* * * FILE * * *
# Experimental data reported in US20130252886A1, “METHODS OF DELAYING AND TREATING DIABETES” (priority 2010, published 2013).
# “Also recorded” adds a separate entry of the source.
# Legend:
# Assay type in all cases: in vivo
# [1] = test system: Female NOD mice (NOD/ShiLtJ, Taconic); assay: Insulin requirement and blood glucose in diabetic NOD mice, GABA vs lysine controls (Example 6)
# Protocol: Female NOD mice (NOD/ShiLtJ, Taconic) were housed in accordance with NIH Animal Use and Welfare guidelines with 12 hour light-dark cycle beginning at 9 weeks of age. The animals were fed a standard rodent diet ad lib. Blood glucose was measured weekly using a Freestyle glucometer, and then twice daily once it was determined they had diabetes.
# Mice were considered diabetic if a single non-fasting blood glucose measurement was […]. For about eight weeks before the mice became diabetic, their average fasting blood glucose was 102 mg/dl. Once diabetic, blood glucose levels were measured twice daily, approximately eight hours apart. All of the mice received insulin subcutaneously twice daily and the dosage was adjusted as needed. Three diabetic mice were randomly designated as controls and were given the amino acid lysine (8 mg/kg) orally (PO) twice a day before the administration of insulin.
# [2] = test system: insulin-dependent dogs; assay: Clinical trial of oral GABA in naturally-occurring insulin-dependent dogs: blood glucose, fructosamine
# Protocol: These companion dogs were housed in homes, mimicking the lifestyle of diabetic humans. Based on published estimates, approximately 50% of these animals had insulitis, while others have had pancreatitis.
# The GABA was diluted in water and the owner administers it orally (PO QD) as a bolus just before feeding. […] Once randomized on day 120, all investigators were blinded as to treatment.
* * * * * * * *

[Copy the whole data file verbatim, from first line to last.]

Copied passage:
# Experimental data reported in US20130252886A1, “METHODS OF DELAYING AND TREATING DIABETES” (priority 2010, published 2013).
# “Also recorded” adds a separate entry of the source.
# Legend:
# Assay type in all cases: in vivo
# [1] = test system: Female NOD mice (NOD/ShiLtJ, Taconic); assay: Insulin requirement and blood glucose in diabetic NOD mice, GABA vs lysine controls (Example 6)
# Protocol: Female NOD mice (NOD/ShiLtJ, Taconic) were housed in accordance with NIH Animal Use and Welfare guidelines with 12 hour light-dark cycle beginning at 9 weeks of age. The animals were fed a standard rodent diet ad lib. Blood glucose was measured weekly using a Freestyle glucometer, and then twice daily once it was determined they had diabetes.
# Mice were considered diabetic if a single non-fasting blood glucose measurement was […]. For about eight weeks before the mice became diabetic, their average fasting blood glucose was 102 mg/dl. Once diabetic, blood glucose levels were measured twice daily, approximately eight hours apart. All of the mice received insulin subcutaneously twice daily and the dosage was adjusted as needed. Three diabetic mice were randomly designated as controls and were given the amino acid lysine (8 mg/kg) orally (PO) twice a day before the administration of insulin.
# [2] = test system: insulin-dependent dogs; assay: Clinical trial of oral GABA in naturally-occurring insulin-dependent dogs: blood glucose, fructosamine
# Protocol: These companion dogs were housed in homes, mimicking the lifestyle of diabetic humans. Based on published estimates, approximately 50% of these animals had insulitis, while others have had pancreatitis.
# The GABA was diluted in water and the owner administers it orally (PO QD) as a bolus just before feeding. […] Once randomized on day 120, all investigators were blinded as to treatment.